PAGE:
"Knowledge will forever govern ignorance

 and a people who mean to be their own governors

 must arm themselves with the power which knowledge gives."

Saturday, June 30, 2007

New Jersey’s Highways Paved With Gold

As Governor Jon Corzine pushes forward with monetizing New Jersey’s Turnpike and Parkway, he might look at an alternative – wringing out the waste in the state’s interstate highway system.

On a per-mile basis, New Jersey takes in the most from taxpayers and spends the most on state-administered roadways as compared to the other forty-nine states. Maintenance spending per mile is 8 times the national average and administrative costs 9 times. Total cost per mile in New Jersey is nearly 19 times the national average.

“New Jersey's gridlocked highways, poor pavement conditions and high repair costs put the state last in overall cost-effectiveness for the eighth consecutive year” according to a newly released report on the Performance of State Highway Systems.

New Jersey has 2,906 miles of state-owned highway and receives more receipts per mile from the federal government, state-imposed fuel taxes, fees, tolls, bonds, etc. than any other state. New Jersey received an average of $2,370,630 per mile of state-administered roads as compared to a national average of $126,354. Massachusetts was second highest at $753,892 per mile

The national average for maintenance spending per mile was $19,615. New Jersey had the highest maintenance costs at $153,845 per mile. Florida was second highest with $90,410. For administrative costs per mile, the national average was $7,824 per mile - New Jersey spent the most at $68,352 per mile.

The following chart shows New Jersey’s performance rankings in 10 categories. The good news - our state had the fifth best interstate fatality rate and the best rural interstate pavement width. The bad news of course is on the high cost and relative poor condition of New Jersey’s state-administered highways, which includes the Turnpike and Parkway.

As the saying goes, a penny saved is a penny earned. There are hundreds of millions that could be saved and therefore, earned annually without monetizing New Jersey’s toll roads. Perhaps someone could bring this to Governor Corzine’s attention.

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Friday, June 29, 2007

Life and Liberty

“This has been a great week for America. Our principles of equality and rule of law have been upheld, and that's worth celebrating”, writes Robb Pearson on Life & Liberty: An American Blog.

Pearson is referring to yesterday’s defeat of the Senate’s immigration bill and the U.S. Supreme Court decision declaring race-based assignments to public schools unconstitutional. The opinion can best be summed up with the words of Chief Justice John Roberts’ who wrote, "The way to stop discrimination on the basis of race is to stop discriminating on the basis of race."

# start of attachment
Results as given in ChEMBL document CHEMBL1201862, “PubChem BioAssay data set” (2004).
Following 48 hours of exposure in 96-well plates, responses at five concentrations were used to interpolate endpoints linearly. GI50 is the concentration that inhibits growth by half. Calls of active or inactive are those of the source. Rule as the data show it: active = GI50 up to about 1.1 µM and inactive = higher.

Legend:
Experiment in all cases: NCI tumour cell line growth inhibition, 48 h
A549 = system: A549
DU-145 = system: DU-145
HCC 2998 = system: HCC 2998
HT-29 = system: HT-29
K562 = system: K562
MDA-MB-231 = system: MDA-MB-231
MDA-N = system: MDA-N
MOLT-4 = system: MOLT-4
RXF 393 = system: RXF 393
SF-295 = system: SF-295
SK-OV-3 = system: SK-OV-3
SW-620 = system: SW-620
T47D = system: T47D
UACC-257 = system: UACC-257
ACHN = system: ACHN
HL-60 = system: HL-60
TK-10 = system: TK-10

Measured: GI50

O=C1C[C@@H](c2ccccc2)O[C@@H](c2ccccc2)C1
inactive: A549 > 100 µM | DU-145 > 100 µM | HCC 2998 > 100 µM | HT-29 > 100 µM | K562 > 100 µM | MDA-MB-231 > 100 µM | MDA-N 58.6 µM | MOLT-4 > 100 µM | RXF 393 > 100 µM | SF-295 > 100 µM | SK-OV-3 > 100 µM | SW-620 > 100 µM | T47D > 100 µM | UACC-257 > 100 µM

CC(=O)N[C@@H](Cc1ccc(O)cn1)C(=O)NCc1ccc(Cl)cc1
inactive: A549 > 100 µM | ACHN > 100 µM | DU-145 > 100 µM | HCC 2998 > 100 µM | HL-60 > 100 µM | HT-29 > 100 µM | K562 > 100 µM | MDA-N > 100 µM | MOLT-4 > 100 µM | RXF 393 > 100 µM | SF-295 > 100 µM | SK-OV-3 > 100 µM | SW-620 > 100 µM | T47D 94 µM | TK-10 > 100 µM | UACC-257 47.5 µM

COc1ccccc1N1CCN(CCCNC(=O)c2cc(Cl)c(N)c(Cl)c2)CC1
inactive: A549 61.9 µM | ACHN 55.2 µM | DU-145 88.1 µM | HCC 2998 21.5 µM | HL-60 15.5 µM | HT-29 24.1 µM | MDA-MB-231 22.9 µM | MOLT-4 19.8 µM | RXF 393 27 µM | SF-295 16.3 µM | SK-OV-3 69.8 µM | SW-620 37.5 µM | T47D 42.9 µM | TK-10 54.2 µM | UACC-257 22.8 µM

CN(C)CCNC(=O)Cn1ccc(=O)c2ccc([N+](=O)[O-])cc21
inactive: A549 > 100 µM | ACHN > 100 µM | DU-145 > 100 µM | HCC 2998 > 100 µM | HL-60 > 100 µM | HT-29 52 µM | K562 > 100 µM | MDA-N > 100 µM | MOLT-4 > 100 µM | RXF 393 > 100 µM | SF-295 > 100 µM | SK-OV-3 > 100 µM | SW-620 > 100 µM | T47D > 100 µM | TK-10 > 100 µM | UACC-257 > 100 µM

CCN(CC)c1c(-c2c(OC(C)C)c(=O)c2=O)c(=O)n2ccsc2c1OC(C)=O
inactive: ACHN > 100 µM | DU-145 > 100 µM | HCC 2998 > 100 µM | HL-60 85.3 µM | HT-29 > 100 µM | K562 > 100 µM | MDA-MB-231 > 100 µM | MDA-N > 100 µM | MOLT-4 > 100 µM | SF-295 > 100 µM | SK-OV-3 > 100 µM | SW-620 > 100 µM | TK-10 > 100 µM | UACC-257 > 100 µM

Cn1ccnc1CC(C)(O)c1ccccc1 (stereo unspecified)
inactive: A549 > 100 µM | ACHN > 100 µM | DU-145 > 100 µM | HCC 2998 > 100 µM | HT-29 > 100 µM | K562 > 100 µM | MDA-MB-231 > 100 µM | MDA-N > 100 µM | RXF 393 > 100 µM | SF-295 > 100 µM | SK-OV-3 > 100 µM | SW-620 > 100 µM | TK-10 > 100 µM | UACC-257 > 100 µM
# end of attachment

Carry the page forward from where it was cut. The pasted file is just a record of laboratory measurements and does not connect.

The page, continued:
It is time to celebrate and there’s no better time than now to remember the men and women who sacrifice greatly to maintain our freedom and way of life. An email expressing your support to a Marine in a combat zone would be greatly appreciated. Ken Adams has the details.

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Thursday, June 28, 2007

Senate Immigration Bill Goes Down In Defeat

The comprehensive Senate immigration reform bill goes down in defeat 46-53.

This quote gives the story in a nutshell:
Liberals felt it did not go far enough in protecting illegal immigrants, while conservatives rejected the bill because they felt it would grant amnesty to the estimated 12 million illegal immigrants in the country.
The bill didn’t even receive simple majority support, let alone the necessary 60 votes for cloture. New Jersey Senators Bob Menendez and Frank Lautenberg both voted in favor the illegal alien amnesty bill. They were joined by 12 Republican Senators and 32 other Democrats.

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Tuesday, June 26, 2007

Stand Up For America!

On June 17, Day laborers from New Jersey, New York and Connecticut met in Morristown at a conference sponsored by the National Day Labor Organizing Network. A contingent gathered at the Morristown train station “demanding raids on illegal immigrants cease, and that any national legislation include a provision for family reunification”.

"We, the day laborers, are working people," Morristown resident Erick Carreto, 26, a community organizer for the Wind of the Spirit immigrant resource center, said through an interpreter.

Diana Mejia, also of Wind of the Spirit, said day laborers wanted to speak in Morristown because of Mayor Donald Cresitello's plan to deputize local police officers to enforce immigration law.
It appears the illegal aliens’ demands may well be met. The Senate today voted by a margin of 64-35 for cloture, a necessary step to revive the Senate’s immigration bill. The final bill would likely give amnesty to an estimated 12 to 20 million illegal immigrants and provide for chain migration to the U.S, also known as family reunification.

This Senate vote occurred despite the lack of support from the American people. The most recent polls show support for the immigration bill falling to an all-time low:

Among the public, there is a bi-partisan lack of enthusiasm for the Senate bill. It is supported by 22% of Republicans, 23% of Democrats, and 22% of those not affiliated with either major party.
New Jersey’s Senators Bob Menendez and Frank Lautenberg are currently on board with the bill, but you can make your voice heard at a ProAmerica Rally that will be held on Saturday July 28 in Morristown. Blogger Robb Pearson is organizing this event and has put together a website with all the details.
It’s time to stand up and make your voice heard!

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Monday, June 25, 2007

Doing What Menendez Does Best - Playing Politics And Raising Money

New Jersey Senator Bob Menendez continues to push his personal story of victimhood. Last week it was in the Star-ledger. This week in a piece by the New York Times: